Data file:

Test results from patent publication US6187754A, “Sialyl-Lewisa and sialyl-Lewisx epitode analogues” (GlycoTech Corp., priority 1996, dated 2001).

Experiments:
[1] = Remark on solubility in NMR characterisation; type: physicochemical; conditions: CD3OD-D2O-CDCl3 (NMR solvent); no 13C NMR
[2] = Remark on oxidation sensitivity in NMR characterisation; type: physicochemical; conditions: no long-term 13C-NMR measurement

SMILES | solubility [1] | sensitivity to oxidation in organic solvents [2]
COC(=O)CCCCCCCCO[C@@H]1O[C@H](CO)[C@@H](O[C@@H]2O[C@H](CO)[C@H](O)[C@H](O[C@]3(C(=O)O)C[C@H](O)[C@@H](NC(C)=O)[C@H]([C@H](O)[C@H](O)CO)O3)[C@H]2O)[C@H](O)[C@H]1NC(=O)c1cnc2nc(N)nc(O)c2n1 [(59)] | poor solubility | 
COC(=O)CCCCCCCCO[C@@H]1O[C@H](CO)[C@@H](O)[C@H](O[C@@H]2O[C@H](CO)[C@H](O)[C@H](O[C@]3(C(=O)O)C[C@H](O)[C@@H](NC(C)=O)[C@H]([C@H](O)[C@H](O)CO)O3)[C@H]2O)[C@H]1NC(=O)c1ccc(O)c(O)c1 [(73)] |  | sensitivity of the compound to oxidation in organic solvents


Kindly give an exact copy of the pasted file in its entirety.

Test results from patent publication US6187754A, “Sialyl-Lewisa and sialyl-Lewisx epitode analogues” (GlycoTech Corp., priority 1996, dated 2001).

Experiments:
[1] = Remark on solubility in NMR characterisation; type: physicochemical; conditions: CD3OD-D2O-CDCl3 (NMR solvent); no 13C NMR
[2] = Remark on oxidation sensitivity in NMR characterisation; type: physicochemical; conditions: no long-term 13C-NMR measurement

SMILES | solubility [1] | sensitivity to oxidation in organic solvents [2]
COC(=O)CCCCCCCCO[C@@H]1O[C@H](CO)[C@@H](O[C@@H]2O[C@H](CO)[C@H](O)[C@H](O[C@]3(C(=O)O)C[C@H](O)[C@@H](NC(C)=O)[C@H]([C@H](O)[C@H](O)CO)O3)[C@H]2O)[C@H](O)[C@H]1NC(=O)c1cnc2nc(N)nc(O)c2n1 [(59)] | poor solubility | 
COC(=O)CCCCCCCCO[C@@H]1O[C@H](CO)[C@@H](O)[C@H](O[C@@H]2O[C@H](CO)[C@H](O)[C@H](O[C@]3(C(=O)O)C[C@H](O)[C@@H](NC(C)=O)[C@H]([C@H](O)[C@H](O)CO)O3)[C@H]2O)[C@H]1NC(=O)c1ccc(O)c(O)c1 [(73)] |  | sensitivity of the compound to oxidation in organic solvents